A foodies guide to eating in El Salvador
Before I actually got to El Salvador in Central America, I wasn’t too sure what I was actually going to blog about. I didn’t know much about the country, I was only going to be there for a couple of nights and in all honesty in comparison to other countries I was travelling to like Guatemala and Costa Rica I wasn’t as excited.
However as soon as we arrived in Suchitoto, a sleepy colonial town, a new food obsession was triggered and I knew what I had to write about. Pupusas’s are basically the national dish of El Salvador and I’m totally obsessed.
So what actually are pupusas?
Pupusas are very simple stuffed breads filled with a variety of fillings and cooked on a hot grill. The best way to describe these El Salvadoran staples is likening them to a flat Italian calzone however they’re so much better (maybe because they’re so cheap).
A meal for just one USD
You’ll find these all over the country in restaurants and cafes but the best places to eat them are at one of the many street side pupuserias where you can enjoy a pupusa for just one USD (although it’s practically impossible not to go back for seconds or thirds).
The main dough is made out of either rice or corn flour that is then rolled into small balls. You can choose from selection of filling such as pumpkin, prawns, refried black beans and cheese or spinach which are then pushed inside the dough before they are patted down and baked on a sweltering hot grill until speckled and bubbling. There’s only one rule when it comes to eating pupusas- No knives and forks allowed.
Pick your sides wisely
I think the best thing about these staples are the sides that they come with. The main accompaniments usually include curtido, ( lightly fermented cabbage), salsa or fresh tomato sauce, so a couple can make a substantial meal, or one makes a good afternoon snack.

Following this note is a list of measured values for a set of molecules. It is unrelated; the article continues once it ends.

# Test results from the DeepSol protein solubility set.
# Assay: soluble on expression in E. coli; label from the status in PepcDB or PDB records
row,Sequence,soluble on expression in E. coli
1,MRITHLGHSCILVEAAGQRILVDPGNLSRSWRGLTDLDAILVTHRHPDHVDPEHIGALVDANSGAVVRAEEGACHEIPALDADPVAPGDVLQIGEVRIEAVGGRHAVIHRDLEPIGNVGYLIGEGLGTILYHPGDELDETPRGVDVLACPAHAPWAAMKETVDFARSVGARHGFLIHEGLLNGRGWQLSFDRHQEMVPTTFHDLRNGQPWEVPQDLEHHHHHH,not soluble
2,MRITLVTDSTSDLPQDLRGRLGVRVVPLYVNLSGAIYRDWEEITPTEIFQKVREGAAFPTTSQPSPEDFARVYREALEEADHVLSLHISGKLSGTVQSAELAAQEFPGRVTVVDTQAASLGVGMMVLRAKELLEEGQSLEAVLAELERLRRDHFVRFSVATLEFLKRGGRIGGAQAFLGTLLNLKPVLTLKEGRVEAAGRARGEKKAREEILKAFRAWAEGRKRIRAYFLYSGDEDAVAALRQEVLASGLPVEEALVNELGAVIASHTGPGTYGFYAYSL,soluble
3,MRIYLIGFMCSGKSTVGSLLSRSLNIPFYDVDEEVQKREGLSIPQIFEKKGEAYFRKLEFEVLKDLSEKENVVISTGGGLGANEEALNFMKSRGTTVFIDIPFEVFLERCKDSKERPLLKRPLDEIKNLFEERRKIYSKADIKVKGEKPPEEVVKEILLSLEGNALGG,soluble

Veggie, Vegan, Meaty or Gluten free?
For those of you with dietary requirements the other hidden bonus of pupusas are that almost anyone can eat them. Depending on the fillings that you choose pupusas can be vegan or vegetarian and if you opt for the corn-based pupusas, which in my opinion are the nicest anyway, then they are also Gluten free so even Celiacs can eat them.
If you’re not already online booking your flight tickets to El Salvador now then I’ll just say this- pupusas aren’t just food in El Salvador, they’re an integral part of the country’s culture. Whether you’re standing by a small stall at the side of the road, or a chaotic and bustling Pupuseria, there’s no better way to fully get to grips with El Salvador’s culture, than joining the queue for dinner.
Winning pupusa combinations you have to try: (GF optional)
- Prawn, garlic and cheese
- Prawn and pumpkin
- Refried beans, garlic, jalapeno (Vegan)
- Cheese and loroco ( An edible flouring plant native to El Salvador) (veggie)
- Cheese and refried beans (veggie)
- Spinach and cheese (veggie)
- Cilantro (corriander), cheese, jalapeno (veggie)
- Garlic and cheese (Veggie)
- Chicharron (ground pork), beans, cheeese
- Spinach, Loroco, Cilantro (Vegan)
- Pumpkin and spinach (Vegan)